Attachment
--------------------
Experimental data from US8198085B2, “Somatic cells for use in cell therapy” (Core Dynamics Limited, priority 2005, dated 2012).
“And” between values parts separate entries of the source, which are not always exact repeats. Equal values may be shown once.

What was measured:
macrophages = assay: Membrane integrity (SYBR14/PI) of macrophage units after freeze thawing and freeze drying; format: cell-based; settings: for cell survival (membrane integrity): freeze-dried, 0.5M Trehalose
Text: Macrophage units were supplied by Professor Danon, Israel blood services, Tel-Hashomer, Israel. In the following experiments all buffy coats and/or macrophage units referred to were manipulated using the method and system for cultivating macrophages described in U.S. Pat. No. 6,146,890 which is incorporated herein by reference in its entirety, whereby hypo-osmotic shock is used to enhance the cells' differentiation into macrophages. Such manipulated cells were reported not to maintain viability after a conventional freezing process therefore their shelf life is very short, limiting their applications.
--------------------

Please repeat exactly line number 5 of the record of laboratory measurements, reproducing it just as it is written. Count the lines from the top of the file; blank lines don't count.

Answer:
Text: Macrophage units were supplied by Professor Danon, Israel blood services, Tel-Hashomer, Israel. In the following experiments all buffy coats and/or macrophage units referred to were manipulated using the method and system for cultivating macrophages described in U.S. Pat. No. 6,146,890 which is incorporated herein by reference in its entirety, whereby hypo-osmotic shock is used to enhance the cells' differentiation into macrophages. Such manipulated cells were reported not to maintain viability after a conventional freezing process therefore their shelf life is very short, limiting their applications.